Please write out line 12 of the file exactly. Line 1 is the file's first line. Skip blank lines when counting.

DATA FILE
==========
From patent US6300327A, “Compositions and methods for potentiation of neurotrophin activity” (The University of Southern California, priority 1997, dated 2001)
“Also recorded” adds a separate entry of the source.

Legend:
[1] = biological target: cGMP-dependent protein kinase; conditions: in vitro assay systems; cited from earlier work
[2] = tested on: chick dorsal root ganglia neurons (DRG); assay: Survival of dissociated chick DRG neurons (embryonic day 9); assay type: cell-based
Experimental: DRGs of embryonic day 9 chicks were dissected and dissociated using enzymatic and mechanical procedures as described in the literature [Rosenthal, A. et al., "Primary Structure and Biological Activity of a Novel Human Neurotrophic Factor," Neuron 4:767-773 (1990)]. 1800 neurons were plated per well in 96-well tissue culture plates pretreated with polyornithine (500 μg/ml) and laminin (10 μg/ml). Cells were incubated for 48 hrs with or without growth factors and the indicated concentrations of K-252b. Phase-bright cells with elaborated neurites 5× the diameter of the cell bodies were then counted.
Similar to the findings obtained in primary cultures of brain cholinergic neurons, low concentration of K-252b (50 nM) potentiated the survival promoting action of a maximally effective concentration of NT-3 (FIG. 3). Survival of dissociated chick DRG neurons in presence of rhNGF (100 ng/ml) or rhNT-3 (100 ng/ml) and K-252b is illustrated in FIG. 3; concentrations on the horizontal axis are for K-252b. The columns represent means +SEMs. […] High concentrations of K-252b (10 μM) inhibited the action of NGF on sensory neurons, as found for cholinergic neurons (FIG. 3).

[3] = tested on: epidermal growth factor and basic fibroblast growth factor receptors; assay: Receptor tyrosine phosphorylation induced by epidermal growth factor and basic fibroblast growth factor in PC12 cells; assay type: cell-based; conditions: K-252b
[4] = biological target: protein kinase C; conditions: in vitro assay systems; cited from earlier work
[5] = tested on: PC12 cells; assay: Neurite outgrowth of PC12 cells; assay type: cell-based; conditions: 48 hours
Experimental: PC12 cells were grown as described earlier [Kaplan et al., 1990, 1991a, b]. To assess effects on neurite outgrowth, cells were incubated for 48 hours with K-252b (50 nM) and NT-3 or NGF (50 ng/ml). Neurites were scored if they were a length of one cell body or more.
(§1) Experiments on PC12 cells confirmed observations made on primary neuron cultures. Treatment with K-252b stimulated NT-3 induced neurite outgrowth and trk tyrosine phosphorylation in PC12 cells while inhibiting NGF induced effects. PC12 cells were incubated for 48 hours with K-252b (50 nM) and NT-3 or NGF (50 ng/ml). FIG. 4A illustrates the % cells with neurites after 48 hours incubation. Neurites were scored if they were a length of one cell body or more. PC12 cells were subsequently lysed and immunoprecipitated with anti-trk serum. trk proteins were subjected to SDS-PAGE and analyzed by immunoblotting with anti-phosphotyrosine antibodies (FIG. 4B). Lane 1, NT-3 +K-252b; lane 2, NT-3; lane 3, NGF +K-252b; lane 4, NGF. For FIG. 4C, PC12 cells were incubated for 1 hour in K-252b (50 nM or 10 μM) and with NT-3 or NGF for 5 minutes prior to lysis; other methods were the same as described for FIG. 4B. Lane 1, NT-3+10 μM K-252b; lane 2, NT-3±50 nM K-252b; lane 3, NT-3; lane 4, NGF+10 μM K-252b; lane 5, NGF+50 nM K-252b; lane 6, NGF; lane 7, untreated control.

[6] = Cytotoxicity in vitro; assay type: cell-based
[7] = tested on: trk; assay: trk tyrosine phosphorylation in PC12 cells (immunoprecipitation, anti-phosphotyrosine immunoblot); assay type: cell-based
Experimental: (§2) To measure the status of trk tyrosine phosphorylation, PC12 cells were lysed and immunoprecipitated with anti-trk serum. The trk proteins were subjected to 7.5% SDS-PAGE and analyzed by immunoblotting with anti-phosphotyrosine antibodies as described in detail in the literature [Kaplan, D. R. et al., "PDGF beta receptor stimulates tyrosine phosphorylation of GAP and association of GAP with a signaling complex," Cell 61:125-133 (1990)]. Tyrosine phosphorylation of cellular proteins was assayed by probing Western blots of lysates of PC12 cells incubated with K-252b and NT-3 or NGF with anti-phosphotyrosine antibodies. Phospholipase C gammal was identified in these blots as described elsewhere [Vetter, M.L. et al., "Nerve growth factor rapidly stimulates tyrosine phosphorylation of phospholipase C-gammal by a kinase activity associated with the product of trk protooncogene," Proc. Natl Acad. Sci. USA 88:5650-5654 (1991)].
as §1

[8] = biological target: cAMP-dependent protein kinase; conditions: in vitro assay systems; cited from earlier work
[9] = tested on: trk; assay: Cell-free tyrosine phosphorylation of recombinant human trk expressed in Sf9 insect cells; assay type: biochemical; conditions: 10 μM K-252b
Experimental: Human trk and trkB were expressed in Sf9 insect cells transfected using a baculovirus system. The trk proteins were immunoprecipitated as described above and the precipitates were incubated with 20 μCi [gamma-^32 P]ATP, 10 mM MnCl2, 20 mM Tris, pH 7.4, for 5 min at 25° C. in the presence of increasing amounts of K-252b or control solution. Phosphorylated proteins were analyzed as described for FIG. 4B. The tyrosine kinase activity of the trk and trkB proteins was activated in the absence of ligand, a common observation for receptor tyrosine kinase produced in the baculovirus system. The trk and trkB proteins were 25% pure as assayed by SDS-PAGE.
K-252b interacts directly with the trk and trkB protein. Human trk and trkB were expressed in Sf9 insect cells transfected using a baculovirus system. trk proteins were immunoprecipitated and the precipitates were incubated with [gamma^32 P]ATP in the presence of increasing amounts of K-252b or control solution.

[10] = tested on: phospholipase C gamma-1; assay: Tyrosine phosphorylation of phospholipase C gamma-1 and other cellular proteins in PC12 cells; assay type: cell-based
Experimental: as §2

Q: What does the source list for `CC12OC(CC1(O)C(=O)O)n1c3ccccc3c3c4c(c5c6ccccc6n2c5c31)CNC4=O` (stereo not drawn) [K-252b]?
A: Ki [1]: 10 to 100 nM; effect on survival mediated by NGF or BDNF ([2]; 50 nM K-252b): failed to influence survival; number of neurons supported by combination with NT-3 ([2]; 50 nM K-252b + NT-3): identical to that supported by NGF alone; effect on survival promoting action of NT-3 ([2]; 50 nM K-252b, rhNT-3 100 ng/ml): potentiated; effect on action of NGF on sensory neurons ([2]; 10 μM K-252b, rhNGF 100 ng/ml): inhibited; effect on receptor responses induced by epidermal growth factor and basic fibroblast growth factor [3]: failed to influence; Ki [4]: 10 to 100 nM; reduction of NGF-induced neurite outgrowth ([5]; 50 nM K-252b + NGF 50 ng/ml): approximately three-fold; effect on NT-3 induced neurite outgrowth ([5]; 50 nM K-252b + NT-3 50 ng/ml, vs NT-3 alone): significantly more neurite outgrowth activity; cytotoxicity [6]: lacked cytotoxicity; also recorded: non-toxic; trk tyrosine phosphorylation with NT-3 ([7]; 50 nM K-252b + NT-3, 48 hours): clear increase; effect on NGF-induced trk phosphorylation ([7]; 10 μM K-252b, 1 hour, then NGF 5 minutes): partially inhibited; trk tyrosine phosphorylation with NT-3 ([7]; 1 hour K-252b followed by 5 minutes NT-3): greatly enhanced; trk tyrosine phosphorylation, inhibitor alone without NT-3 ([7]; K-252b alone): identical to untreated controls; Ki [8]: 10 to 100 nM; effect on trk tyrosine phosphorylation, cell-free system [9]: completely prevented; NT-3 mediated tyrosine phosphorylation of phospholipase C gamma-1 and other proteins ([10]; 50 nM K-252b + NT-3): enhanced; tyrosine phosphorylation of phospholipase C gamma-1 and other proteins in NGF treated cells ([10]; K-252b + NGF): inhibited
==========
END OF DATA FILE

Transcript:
(§1) Experiments on PC12 cells confirmed observations made on primary neuron cultures. Treatment with K-252b stimulated NT-3 induced neurite outgrowth and trk tyrosine phosphorylation in PC12 cells while inhibiting NGF induced effects. PC12 cells were incubated for 48 hours with K-252b (50 nM) and NT-3 or NGF (50 ng/ml). FIG. 4A illustrates the % cells with neurites after 48 hours incubation. Neurites were scored if they were a length of one cell body or more. PC12 cells were subsequently lysed and immunoprecipitated with anti-trk serum. trk proteins were subjected to SDS-PAGE and analyzed by immunoblotting with anti-phosphotyrosine antibodies (FIG. 4B). Lane 1, NT-3 +K-252b; lane 2, NT-3; lane 3, NGF +K-252b; lane 4, NGF. For FIG. 4C, PC12 cells were incubated for 1 hour in K-252b (50 nM or 10 μM) and with NT-3 or NGF for 5 minutes prior to lysis; other methods were the same as described for FIG. 4B. Lane 1, NT-3+10 μM K-252b; lane 2, NT-3±50 nM K-252b; lane 3, NT-3; lane 4, NGF+10 μM K-252b; lane 5, NGF+50 nM K-252b; lane 6, NGF; lane 7, untreated control.